Extended X-ray absorption fine structure of bimetallic nanoparticles

  1. Carolin Antoniak

Fakultät für Physik and Center for Nanointegration Duisburg–Essen (CeNIDE), Universität Duisburg–Essen, Lotharstr. 1, 47048 Duisburg, Germany

  1. Corresponding author email

Guest Editors: U. Wiedwald and P. Ziemann
Beilstein J. Nanotechnol. 2011, 2, 237–251. doi:10.3762/bjnano.2.28
Received 18 Oct 2010, Accepted 08 Apr 2011, Published 11 May 2011


Electronic and magnetic properties strongly depend on the structure of the material, especially on the crystal symmetry and chemical environment. In nanoparticles, the break of symmetry at the surface may yield different physical properties with respect to the corresponding bulk material. A useful tool to investigate the electronic structure, magnetic behaviour and local crystallographic structure is X-ray absorption spectroscopy. In this review, recent developments in the field of extended X-ray absorption fine structure measurements and in the analysis methods for structural investigations of bimetallic nanoparticles are highlighted. The standard analysis based on Fourier transforms is compared to the relatively new field of wavelet transforms that have the potential to outperform traditional analysis, especially in bimetallic alloys. As an example, the lattice expansion and inhomogeneous alloying found in FePt nanoparticles is presented, and this is discussed below in terms of the influence of employed density functional theory calculations on the magnetic properties.

Keywords: bimetallic alloys; EXAFS; FePt; nanoparticles; wavelets; XAS


Since the discovery of X-rays in 1895 by Röntgen, the field of spectroscopy methods using this regime of the electromagnetic spectrum has reached a very important status nowadays, e.g., in material sciences, physics, chemistry, and biology. The advent of synchrotron radiation sources in the 1960s set a milestone in the improvement of the brilliance of X-ray radiation, i.e., of the number of emitted photons per second per unit solid angle in a narrow energy bandpass (usually 0.1%). The increase in average brilliance of X-rays available from artificial sources, from the first X-ray tubes to synchrotron radiation sources of the third generation, is a remarkable factor of about 1013. For next generation free electron lasers an additional increase in the peak brilliance by ten orders of magnitude is aimed for [1].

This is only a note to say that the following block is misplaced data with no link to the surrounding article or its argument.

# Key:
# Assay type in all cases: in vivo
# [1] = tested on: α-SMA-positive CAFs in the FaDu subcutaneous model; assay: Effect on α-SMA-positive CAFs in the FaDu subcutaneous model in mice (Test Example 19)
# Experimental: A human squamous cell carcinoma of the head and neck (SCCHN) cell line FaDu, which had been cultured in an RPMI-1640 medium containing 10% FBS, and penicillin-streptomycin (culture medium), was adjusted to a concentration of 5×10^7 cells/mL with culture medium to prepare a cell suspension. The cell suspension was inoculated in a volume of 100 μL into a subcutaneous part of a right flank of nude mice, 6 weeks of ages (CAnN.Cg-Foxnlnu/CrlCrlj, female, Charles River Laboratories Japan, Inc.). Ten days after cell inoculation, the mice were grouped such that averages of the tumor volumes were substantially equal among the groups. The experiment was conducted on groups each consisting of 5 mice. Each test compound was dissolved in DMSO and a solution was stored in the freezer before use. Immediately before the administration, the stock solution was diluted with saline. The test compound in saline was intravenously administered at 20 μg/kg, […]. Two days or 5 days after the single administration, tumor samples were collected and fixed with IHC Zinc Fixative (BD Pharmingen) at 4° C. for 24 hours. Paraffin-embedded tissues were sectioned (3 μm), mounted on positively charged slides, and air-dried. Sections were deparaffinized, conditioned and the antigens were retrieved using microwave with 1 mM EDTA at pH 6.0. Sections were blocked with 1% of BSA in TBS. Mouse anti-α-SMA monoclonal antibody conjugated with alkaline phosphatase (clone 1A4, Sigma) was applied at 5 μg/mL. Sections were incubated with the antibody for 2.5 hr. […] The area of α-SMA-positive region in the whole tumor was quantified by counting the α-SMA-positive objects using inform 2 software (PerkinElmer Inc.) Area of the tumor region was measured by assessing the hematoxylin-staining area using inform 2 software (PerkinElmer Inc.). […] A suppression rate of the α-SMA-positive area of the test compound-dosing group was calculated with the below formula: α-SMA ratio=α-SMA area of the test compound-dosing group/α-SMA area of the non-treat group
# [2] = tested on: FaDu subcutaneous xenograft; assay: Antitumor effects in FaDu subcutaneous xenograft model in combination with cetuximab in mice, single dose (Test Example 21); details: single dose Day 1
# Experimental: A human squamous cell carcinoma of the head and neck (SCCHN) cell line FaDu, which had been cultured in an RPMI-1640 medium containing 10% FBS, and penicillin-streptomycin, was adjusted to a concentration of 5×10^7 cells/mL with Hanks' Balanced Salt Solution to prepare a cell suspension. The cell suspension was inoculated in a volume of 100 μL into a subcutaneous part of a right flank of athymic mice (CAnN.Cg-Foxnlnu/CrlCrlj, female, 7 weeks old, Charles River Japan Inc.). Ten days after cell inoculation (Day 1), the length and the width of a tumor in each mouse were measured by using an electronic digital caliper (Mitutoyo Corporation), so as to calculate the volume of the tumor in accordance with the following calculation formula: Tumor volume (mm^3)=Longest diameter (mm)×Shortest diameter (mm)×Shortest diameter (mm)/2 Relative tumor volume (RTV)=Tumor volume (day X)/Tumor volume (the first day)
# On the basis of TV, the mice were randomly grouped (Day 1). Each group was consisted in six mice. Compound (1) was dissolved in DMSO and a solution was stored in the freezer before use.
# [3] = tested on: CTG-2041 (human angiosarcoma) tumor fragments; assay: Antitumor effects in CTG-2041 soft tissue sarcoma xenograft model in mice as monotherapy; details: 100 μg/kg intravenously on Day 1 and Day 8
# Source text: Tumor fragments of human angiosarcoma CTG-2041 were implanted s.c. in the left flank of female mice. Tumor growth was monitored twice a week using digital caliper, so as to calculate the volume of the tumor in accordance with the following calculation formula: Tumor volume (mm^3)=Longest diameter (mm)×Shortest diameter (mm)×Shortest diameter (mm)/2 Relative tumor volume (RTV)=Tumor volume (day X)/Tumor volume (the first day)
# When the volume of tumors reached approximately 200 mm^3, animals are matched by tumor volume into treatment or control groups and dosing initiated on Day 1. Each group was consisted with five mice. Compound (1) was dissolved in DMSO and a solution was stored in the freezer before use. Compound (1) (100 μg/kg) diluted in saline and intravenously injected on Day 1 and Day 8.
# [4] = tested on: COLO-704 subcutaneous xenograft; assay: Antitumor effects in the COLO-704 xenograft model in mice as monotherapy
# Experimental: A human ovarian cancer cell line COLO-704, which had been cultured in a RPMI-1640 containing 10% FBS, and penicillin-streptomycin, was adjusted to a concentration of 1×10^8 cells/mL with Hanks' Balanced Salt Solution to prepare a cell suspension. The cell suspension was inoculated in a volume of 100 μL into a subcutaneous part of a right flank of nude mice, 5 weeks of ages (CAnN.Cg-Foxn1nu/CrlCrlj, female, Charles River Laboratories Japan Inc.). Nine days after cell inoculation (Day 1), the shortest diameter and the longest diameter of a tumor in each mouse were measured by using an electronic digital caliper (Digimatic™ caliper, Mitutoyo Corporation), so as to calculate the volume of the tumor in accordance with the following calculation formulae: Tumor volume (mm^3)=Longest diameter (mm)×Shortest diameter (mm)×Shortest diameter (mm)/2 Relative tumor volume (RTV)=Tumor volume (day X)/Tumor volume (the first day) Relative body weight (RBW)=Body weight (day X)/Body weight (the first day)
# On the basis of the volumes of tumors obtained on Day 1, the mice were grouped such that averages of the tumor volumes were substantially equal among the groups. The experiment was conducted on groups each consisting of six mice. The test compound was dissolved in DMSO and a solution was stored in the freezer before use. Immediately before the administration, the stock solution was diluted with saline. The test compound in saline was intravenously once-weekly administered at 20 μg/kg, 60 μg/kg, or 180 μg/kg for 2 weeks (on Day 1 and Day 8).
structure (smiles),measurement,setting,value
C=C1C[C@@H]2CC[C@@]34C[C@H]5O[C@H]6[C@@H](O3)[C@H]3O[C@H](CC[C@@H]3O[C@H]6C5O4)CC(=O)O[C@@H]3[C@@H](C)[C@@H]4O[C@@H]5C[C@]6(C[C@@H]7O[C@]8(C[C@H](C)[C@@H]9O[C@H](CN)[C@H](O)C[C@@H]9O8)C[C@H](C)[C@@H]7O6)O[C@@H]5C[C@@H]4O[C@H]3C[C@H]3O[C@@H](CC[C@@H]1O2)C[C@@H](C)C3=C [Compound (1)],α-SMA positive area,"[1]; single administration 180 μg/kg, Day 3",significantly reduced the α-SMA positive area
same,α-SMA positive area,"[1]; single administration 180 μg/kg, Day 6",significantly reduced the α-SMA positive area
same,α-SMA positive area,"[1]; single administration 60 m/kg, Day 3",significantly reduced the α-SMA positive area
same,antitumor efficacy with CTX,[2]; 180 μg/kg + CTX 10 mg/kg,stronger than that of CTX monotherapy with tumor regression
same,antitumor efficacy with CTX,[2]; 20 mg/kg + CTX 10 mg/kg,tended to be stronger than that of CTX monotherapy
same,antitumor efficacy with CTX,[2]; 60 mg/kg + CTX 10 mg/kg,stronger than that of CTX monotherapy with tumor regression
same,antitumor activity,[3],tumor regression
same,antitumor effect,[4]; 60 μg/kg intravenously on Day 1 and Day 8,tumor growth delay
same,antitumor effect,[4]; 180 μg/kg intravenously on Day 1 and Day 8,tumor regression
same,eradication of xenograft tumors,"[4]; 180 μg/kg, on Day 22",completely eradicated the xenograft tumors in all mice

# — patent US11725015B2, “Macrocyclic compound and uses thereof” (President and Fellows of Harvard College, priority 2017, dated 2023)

A detailed description of synchrotron radiation sources and optical devices can be found, e.g., in [2-6]. The interested reader may also be referred to [7], in which the electrodynamics behind synchrotron radiation are explained. Here we focus on state-of-the-art X-ray absorption spectroscopy (XAS) on 3rd generation synchrotron sources such as the ESRF and BESSY II.

In general, XAS deals with the excitation of core-level electrons, with their element-specific binding energies, by incident X-rays. After absorption of an X-ray photon, a core-hole remains at the former state of the photoelectron and there exist two relaxation channels for de-excitation of the atom: After the transition of another electron from an energetically higher level into the core-hole state, the resulting energy gain either drives the emission of a fluorescence photon or an Auger electron. The X-ray absorption can be measured by detection of the emitted fluorescence photons (fluorescence yield, FY) or by detection of the Auger and secondary electrons (electron yield, EY). For thin samples, the absorption can also be measured in transmission geometry by comparing the intensity of incident X-rays to the intensity of X-rays passed through the sample.

At low photoelectron energies, ranging from the absorption edge up to about 100 eV above, XAS is sensitive to the electronic structure around the absorbing atom and gives rise to the X-ray absorption near-edge structure (XANES). In the energy range above the XANES region – typically from 100 eV to 1000 eV above the absorption edge – the extended X-ray absorption fine structure (EXAFS) contains information about the type and distance of atoms in the local environment of the absorbing atom.

In the literature several examples can be found for EXAFS analysis on nanoparticle systems, e.g., Co [8], CdS [9], CdSe [10], SnO2 [11] and Au [12] nanoparticles, as well as Ag nanoparticles embedded in glass [13,14]. To discuss the advantages and possible drawbacks of EXAFS analysis in nanoparticulate systems, this paper is organised as follows: In the next few subsections, the basics of XANES and EXAFS are shortly summarised. The second section focuses on the EXAFS analysis either on the basis of standard Fourier transform (FT) methods or by using a wavelet transform (WT). As an example, recent results on FePt nanoparticles are presented after a short summary of different preparation methods. The EXAFS results are also discussed regarding the influence of local structure and composition on the magnetic properties in an alloy, before conclusions are given in the last section.